El Niño: A destabilizing force in N. South America

Screen Shot 2014-04-27 at 11.17.53 PMEl Niño causes droughts in northern South America, killing cattle, harming water-dependent wildlife and forests, and slashing hydroelectricity output. It is often followed by La Niña. That’s not to say that floods only happen in La Niña years or droughts only happen with El Niño, but rather that the converse is true: La Niña years almost always bring floods and El Niño almost always brings drought to northern South America, and other disruptive effects elsewhere.

1988 La Niña Hurricanes Joan and Gilbert both affected northern South America, as did August flooding from the Magdalena river in Colombia to Ciudad Guayana, Venezuela.

1997-98 El Niño drought throughout northern Andes, cutting Peru’s growth by 2.8 percentage points and causing damages in Ecuador equal to 15 percent of GDP. Foreknowledge helped little.

1999 La Niña Caused the Vargas Tragedy, which may have killed 20,000 people in Venezuela, in December 1999.

2007-10 El Niño  drought that slashed power production in Venezuela, forcing the country to import fuel oil and food, slow output from the steel and aluminum industries, and start water and power rationing that never went away. Caracas reservoirs almost dried up.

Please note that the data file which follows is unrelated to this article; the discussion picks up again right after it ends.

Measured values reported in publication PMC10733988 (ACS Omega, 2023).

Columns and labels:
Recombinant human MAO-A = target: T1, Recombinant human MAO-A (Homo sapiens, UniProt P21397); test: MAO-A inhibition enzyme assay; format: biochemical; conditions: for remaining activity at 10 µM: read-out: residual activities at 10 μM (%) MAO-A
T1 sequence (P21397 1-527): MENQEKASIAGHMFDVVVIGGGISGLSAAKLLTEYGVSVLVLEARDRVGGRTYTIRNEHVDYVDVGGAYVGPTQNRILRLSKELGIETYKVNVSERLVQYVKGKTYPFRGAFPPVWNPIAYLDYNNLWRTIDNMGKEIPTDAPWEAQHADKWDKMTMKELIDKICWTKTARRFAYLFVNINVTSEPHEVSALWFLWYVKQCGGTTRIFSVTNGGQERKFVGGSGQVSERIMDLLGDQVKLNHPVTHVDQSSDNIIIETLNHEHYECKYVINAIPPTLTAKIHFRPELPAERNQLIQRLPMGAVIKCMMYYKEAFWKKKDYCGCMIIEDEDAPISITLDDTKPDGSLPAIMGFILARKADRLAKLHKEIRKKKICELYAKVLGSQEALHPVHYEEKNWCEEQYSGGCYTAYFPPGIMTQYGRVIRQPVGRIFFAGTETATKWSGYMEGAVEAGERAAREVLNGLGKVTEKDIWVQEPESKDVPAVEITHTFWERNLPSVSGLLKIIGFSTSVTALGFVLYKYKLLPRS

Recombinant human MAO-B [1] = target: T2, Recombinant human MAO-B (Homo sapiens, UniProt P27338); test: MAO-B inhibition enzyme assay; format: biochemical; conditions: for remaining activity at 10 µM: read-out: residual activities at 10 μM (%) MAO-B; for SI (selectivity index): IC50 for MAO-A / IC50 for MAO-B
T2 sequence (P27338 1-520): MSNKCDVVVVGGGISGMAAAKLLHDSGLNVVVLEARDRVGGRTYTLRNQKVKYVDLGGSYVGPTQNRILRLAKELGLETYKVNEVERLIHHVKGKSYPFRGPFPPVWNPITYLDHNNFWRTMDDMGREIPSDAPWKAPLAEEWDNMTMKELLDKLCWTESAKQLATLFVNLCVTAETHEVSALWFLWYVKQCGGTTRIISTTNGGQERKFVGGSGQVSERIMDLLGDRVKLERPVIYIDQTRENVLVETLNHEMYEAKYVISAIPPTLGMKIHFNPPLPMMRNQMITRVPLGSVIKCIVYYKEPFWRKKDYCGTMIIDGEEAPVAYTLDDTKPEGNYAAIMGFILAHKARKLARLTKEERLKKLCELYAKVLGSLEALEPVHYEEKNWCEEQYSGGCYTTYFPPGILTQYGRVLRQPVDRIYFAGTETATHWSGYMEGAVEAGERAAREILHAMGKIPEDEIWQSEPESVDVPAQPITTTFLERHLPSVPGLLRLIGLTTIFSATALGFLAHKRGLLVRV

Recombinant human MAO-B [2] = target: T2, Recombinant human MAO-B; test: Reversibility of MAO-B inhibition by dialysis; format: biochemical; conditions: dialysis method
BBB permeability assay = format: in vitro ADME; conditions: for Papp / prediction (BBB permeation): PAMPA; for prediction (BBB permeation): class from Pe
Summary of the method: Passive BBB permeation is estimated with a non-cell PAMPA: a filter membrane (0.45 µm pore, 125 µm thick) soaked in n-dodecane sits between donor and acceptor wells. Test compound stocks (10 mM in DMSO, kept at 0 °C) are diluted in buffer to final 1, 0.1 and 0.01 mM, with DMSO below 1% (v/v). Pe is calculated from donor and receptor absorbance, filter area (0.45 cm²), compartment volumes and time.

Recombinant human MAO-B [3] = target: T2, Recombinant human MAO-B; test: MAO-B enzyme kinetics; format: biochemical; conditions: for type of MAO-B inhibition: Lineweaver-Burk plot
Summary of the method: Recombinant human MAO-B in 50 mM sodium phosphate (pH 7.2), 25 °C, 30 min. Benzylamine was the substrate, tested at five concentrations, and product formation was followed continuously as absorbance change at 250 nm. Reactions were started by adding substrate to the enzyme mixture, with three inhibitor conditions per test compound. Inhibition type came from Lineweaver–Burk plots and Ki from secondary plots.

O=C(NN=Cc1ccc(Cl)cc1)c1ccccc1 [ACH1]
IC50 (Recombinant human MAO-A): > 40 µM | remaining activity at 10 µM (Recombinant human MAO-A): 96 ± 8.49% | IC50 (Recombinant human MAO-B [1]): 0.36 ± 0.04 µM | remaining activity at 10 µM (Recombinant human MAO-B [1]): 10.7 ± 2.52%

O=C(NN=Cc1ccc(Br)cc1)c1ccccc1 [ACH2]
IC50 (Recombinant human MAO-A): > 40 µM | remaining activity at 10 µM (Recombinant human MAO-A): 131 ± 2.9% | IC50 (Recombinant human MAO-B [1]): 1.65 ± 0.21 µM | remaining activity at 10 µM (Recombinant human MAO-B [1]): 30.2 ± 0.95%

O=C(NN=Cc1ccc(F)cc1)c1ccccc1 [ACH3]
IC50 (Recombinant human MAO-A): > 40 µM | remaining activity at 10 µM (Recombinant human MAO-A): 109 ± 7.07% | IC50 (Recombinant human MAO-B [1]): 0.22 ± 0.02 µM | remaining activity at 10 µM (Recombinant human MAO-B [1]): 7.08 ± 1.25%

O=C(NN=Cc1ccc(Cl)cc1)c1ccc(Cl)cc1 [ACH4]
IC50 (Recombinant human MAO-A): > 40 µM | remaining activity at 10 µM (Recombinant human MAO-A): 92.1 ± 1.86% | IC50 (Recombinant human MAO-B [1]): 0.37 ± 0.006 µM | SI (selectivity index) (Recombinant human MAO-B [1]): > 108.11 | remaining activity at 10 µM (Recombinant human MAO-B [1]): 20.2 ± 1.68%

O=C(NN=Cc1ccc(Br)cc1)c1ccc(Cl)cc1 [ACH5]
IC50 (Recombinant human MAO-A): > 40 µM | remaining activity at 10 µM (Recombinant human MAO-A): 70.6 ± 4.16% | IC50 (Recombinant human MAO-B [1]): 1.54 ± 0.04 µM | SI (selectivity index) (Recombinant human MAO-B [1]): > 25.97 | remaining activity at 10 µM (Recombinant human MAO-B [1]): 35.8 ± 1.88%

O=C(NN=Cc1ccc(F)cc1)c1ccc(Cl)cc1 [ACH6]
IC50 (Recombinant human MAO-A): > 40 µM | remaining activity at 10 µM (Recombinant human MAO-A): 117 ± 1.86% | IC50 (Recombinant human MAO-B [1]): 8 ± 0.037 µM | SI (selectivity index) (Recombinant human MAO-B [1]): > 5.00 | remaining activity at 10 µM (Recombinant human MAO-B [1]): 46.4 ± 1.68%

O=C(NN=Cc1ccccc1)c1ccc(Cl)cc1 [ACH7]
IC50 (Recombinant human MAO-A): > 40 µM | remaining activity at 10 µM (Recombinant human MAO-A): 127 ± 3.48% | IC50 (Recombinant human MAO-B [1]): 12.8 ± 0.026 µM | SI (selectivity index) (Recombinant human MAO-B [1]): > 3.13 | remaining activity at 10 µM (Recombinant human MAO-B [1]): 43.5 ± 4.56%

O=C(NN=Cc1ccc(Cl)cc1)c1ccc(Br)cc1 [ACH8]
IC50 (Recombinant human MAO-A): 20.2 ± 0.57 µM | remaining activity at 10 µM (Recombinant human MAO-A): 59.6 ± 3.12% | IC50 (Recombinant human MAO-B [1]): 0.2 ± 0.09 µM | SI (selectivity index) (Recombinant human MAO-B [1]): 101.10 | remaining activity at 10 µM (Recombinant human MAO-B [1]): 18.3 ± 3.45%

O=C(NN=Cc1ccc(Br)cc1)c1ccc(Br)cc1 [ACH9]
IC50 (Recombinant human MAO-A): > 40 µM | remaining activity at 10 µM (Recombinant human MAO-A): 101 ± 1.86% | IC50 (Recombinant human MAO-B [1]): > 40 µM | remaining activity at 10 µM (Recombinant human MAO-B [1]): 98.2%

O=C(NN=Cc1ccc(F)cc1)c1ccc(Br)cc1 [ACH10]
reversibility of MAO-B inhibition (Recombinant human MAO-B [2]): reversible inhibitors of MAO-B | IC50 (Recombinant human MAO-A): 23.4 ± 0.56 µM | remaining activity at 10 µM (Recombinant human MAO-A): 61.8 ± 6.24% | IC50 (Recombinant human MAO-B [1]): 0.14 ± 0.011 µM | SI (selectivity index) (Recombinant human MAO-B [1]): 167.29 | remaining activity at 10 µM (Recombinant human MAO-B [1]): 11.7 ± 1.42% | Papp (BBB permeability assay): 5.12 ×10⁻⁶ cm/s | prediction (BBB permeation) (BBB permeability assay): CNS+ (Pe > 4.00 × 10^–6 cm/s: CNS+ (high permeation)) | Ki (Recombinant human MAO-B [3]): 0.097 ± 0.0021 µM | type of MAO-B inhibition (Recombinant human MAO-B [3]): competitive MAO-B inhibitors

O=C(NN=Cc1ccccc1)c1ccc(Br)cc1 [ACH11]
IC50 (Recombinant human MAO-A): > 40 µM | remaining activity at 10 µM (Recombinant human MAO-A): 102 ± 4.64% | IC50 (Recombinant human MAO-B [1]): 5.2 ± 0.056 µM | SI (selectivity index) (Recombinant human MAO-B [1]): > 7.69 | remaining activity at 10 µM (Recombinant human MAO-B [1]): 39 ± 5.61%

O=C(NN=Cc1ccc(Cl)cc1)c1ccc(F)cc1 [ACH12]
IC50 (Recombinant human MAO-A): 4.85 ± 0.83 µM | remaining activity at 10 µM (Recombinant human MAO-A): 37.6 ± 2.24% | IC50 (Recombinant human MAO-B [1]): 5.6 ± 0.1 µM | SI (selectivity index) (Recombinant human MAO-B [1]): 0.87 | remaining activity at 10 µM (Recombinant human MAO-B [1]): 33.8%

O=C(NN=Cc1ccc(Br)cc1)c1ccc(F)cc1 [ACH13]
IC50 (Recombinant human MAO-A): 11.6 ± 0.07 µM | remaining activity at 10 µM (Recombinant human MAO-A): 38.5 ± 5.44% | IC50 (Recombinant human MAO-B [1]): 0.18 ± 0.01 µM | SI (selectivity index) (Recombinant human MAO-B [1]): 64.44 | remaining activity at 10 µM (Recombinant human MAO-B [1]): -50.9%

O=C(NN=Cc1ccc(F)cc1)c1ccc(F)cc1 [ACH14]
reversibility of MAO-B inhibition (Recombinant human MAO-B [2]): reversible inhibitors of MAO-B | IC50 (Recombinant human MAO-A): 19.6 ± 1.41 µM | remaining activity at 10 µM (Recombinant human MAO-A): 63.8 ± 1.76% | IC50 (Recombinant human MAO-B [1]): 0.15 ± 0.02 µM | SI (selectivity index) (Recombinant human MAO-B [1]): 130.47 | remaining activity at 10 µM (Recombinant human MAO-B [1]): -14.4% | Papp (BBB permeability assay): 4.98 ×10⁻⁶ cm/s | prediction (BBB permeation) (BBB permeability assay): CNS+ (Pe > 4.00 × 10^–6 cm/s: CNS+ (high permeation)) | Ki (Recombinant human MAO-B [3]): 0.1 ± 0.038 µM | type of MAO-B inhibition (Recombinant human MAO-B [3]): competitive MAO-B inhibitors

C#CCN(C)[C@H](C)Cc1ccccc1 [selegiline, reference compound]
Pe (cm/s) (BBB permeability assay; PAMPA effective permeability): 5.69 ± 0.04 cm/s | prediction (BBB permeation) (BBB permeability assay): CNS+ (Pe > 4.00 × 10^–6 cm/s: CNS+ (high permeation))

2011 La Niña Catastrophic flooding in Colombia.

Screen Shot 2014-04-27 at 11.19.36 PM

Click for interactive chart

El Niño may well break the lengthy drought in Chile which would be mostly a good thing for humans, cattle, sheep, lettuce, glaciers and mining projects. (Click that link if you want to learn some good Chilean Spanish.) But further north, it could start another 2- or 3-year cycle of climatic instability. I hope the region is better-prepared now than it was a few years ago for this predictable chaos.

======UPDATE April 28=====

Thomas O’Donnell writes in with the following, which is so substantive that I am just going to put it here in the post as I don’t want it to be missed.